Connecting to the Cloud
Cloud computing has become a flexible and convenient way to deliver IT resources for a variety of purposes. But when your business depends on a connection to remote servers, data storage and other important applications, having the right connection is essential.
Cloud and connectivity are naturally deeply interrelated. Having a dependable link to cloud services is crucial to their availability, performance, and security. This is why it greatly matters if your cloud provider is an established and successful telecommunications company.
There are three ways to access the cloud:
- Via the public Internet.
- Via a virtual private network (VPN) connection over the public Internet.
- Via a private data line.
If you use the cloud to run customer-facing services, such as an online shop, web portal or a support ticketing system, it is particularly important to ensure the service provides safe connectivity to the public Internet. And that is exactly what Deutsche Telekom offers in a number of European countries – a solid and secured Internet connection, without limit on transferred data and a choice of additional premium services including dedicated high data transferring speeds, service level agreements (SLAs) and protection from distributed denial of service (DDoS) attacks.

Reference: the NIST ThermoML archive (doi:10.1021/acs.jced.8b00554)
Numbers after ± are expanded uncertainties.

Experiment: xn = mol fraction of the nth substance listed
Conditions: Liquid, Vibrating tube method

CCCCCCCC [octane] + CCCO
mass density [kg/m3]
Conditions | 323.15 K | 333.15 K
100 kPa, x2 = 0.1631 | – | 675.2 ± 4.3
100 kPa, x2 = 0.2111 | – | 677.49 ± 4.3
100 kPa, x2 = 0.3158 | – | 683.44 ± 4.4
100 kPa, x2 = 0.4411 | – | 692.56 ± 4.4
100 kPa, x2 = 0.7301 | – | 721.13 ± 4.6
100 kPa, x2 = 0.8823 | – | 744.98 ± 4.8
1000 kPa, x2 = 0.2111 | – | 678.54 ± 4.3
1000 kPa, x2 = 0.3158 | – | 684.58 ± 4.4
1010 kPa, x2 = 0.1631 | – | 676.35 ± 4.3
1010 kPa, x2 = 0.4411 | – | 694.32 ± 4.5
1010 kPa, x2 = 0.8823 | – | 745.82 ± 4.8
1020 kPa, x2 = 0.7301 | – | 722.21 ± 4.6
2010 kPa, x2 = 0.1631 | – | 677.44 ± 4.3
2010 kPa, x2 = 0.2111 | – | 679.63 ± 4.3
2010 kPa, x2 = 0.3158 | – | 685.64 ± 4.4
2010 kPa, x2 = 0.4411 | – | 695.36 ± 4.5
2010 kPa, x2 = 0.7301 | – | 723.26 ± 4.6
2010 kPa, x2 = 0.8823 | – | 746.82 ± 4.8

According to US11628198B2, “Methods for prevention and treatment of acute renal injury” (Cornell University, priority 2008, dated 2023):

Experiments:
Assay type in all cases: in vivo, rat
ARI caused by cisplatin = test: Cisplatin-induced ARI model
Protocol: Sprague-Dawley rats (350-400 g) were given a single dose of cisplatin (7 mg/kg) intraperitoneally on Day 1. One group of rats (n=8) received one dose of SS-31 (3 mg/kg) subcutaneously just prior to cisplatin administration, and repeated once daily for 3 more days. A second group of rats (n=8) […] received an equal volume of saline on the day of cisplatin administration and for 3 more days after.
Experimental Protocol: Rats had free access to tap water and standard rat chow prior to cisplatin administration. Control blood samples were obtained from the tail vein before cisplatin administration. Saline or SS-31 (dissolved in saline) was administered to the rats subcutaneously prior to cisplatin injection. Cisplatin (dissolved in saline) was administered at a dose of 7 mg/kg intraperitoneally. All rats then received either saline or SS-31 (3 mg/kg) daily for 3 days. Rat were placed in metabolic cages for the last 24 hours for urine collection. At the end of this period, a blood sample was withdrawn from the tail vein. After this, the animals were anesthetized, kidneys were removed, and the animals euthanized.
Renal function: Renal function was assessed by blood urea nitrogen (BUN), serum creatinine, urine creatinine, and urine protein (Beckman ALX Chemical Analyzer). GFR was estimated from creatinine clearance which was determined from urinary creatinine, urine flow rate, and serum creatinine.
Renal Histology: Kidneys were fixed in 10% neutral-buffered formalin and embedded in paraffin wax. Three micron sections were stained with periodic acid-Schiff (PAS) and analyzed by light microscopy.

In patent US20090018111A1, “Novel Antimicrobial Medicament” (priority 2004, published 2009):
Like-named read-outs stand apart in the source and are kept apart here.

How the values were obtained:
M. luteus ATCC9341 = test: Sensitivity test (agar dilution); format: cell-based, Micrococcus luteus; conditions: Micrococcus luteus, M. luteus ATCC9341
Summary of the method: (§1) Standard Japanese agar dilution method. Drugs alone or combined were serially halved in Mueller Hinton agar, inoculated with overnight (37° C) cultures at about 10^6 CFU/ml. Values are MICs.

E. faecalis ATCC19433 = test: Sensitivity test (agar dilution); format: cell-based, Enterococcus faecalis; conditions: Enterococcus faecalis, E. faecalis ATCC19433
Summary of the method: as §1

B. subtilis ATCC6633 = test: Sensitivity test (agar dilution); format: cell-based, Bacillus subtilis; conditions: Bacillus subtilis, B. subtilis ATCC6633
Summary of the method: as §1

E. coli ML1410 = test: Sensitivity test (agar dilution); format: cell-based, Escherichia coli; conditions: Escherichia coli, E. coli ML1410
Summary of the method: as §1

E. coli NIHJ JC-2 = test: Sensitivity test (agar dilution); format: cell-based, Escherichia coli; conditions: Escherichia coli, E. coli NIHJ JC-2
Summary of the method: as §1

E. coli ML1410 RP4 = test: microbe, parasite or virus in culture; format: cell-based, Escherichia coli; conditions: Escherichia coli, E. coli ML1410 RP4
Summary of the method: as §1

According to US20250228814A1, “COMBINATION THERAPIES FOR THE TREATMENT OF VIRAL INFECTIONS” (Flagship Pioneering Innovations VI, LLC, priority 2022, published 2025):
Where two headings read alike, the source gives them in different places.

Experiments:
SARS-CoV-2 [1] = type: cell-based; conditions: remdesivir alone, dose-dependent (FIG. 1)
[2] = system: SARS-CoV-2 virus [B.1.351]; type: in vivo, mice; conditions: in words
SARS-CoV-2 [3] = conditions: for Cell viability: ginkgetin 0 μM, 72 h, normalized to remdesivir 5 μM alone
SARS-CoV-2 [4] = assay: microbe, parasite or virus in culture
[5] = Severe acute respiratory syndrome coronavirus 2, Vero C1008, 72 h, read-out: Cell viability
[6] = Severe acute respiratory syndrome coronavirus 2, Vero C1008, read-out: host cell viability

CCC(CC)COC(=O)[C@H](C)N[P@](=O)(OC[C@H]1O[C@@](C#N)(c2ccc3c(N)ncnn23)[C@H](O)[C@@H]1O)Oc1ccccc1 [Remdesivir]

However, when running internal company applications in the public cloud, such as enterprise resource planning (ERP) systems, connecting via the public Internet may not be the most secure or practical method. An advanced and customisable VPN connection is the minimum solution but using a private network is highly advisable.
This provides a significant advantage over public cloud providers operating from overseas, since they simply cannot offer a similar service. Obtaining anything comparable would be prohibitively expensive and complicated due to the distances involved. Moreover, the Internet – by design – provides few guarantees. Using it as a conduit for sensitive internal company IT services remains risky, so that only selected international public cloud providers would be a reasonable choice.
Another practical connection to the cloud is using VPN or multiprotocol label switching (MPLS). Virtual servers, load-balancers and other cloud components can use an internal IP addressing specific to the customer. Hence from the network point of view, the IT services can be built on a public cloud using a very transparent extension of the customer’s current internal company network.
The benefits of public cloud computing are becoming irresistible to businesses of all shapes and sizes. And there is no doubt that the IT environment of many companies and organisations will soon go virtual. But just remember: When making the move to the cloud, choosing the right connectivity and security environment is as crucial as the switch itself.
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